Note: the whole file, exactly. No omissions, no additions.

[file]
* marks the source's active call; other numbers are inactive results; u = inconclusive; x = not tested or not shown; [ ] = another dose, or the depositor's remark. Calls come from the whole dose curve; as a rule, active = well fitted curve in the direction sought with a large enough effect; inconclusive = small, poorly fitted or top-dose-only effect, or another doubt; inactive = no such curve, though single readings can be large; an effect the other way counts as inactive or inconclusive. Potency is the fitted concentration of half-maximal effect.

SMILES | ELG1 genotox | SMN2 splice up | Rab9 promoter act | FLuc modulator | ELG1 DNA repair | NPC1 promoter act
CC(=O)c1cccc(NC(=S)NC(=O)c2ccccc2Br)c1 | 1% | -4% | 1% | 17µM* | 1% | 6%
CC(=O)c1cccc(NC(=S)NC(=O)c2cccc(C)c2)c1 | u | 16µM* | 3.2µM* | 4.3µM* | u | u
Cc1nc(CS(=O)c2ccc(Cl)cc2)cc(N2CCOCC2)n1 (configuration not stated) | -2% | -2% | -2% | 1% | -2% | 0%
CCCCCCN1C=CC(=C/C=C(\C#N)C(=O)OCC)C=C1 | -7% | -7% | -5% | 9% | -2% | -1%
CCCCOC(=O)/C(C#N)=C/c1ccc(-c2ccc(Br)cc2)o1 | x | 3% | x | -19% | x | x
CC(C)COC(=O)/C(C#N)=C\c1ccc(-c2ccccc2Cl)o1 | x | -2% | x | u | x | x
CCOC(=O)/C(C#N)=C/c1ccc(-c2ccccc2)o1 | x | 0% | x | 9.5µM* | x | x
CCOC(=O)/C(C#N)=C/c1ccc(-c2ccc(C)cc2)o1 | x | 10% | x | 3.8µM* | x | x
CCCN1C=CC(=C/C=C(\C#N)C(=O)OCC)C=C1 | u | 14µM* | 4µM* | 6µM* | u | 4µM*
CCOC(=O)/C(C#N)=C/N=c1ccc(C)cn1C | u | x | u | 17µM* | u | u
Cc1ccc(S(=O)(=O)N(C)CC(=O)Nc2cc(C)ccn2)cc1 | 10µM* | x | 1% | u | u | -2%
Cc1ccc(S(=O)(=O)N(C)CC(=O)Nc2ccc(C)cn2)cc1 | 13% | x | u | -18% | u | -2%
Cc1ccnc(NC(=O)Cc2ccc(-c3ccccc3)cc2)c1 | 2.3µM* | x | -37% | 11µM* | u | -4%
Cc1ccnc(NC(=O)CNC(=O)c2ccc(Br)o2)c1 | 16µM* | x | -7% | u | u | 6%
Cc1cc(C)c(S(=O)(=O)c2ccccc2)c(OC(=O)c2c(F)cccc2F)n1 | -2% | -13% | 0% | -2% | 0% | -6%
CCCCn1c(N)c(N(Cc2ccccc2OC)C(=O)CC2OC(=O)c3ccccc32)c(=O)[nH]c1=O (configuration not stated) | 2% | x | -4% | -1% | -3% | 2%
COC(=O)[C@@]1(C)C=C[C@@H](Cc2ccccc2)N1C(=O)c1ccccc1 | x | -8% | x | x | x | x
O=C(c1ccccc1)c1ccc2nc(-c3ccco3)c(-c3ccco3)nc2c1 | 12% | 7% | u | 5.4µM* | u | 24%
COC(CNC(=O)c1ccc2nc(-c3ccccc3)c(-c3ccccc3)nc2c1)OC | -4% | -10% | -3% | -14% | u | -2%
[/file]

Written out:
* marks the source's active call; other numbers are inactive results; u = inconclusive; x = not tested or not shown; [ ] = another dose, or the depositor's remark. Calls come from the whole dose curve; as a rule, active = well fitted curve in the direction sought with a large enough effect; inconclusive = small, poorly fitted or top-dose-only effect, or another doubt; inactive = no such curve, though single readings can be large; an effect the other way counts as inactive or inconclusive. Potency is the fitted concentration of half-maximal effect.

SMILES | ELG1 genotox | SMN2 splice up | Rab9 promoter act | FLuc modulator | ELG1 DNA repair | NPC1 promoter act
CC(=O)c1cccc(NC(=S)NC(=O)c2ccccc2Br)c1 | 1% | -4% | 1% | 17µM* | 1% | 6%
CC(=O)c1cccc(NC(=S)NC(=O)c2cccc(C)c2)c1 | u | 16µM* | 3.2µM* | 4.3µM* | u | u
Cc1nc(CS(=O)c2ccc(Cl)cc2)cc(N2CCOCC2)n1 (configuration not stated) | -2% | -2% | -2% | 1% | -2% | 0%
CCCCCCN1C=CC(=C/C=C(\C#N)C(=O)OCC)C=C1 | -7% | -7% | -5% | 9% | -2% | -1%
CCCCOC(=O)/C(C#N)=C/c1ccc(-c2ccc(Br)cc2)o1 | x | 3% | x | -19% | x | x
CC(C)COC(=O)/C(C#N)=C\c1ccc(-c2ccccc2Cl)o1 | x | -2% | x | u | x | x
CCOC(=O)/C(C#N)=C/c1ccc(-c2ccccc2)o1 | x | 0% | x | 9.5µM* | x | x
CCOC(=O)/C(C#N)=C/c1ccc(-c2ccc(C)cc2)o1 | x | 10% | x | 3.8µM* | x | x
CCCN1C=CC(=C/C=C(\C#N)C(=O)OCC)C=C1 | u | 14µM* | 4µM* | 6µM* | u | 4µM*
CCOC(=O)/C(C#N)=C/N=c1ccc(C)cn1C | u | x | u | 17µM* | u | u
Cc1ccc(S(=O)(=O)N(C)CC(=O)Nc2cc(C)ccn2)cc1 | 10µM* | x | 1% | u | u | -2%
Cc1ccc(S(=O)(=O)N(C)CC(=O)Nc2ccc(C)cn2)cc1 | 13% | x | u | -18% | u | -2%
Cc1ccnc(NC(=O)Cc2ccc(-c3ccccc3)cc2)c1 | 2.3µM* | x | -37% | 11µM* | u | -4%
Cc1ccnc(NC(=O)CNC(=O)c2ccc(Br)o2)c1 | 16µM* | x | -7% | u | u | 6%
Cc1cc(C)c(S(=O)(=O)c2ccccc2)c(OC(=O)c2c(F)cccc2F)n1 | -2% | -13% | 0% | -2% | 0% | -6%
CCCCn1c(N)c(N(Cc2ccccc2OC)C(=O)CC2OC(=O)c3ccccc32)c(=O)[nH]c1=O (configuration not stated) | 2% | x | -4% | -1% | -3% | 2%
COC(=O)[C@@]1(C)C=C[C@@H](Cc2ccccc2)N1C(=O)c1ccccc1 | x | -8% | x | x | x | x
O=C(c1ccccc1)c1ccc2nc(-c3ccco3)c(-c3ccco3)nc2c1 | 12% | 7% | u | 5.4µM* | u | 24%
COC(CNC(=O)c1ccc2nc(-c3ccccc3)c(-c3ccccc3)nc2c1)OC | -4% | -10% | -3% | -14% | u | -2%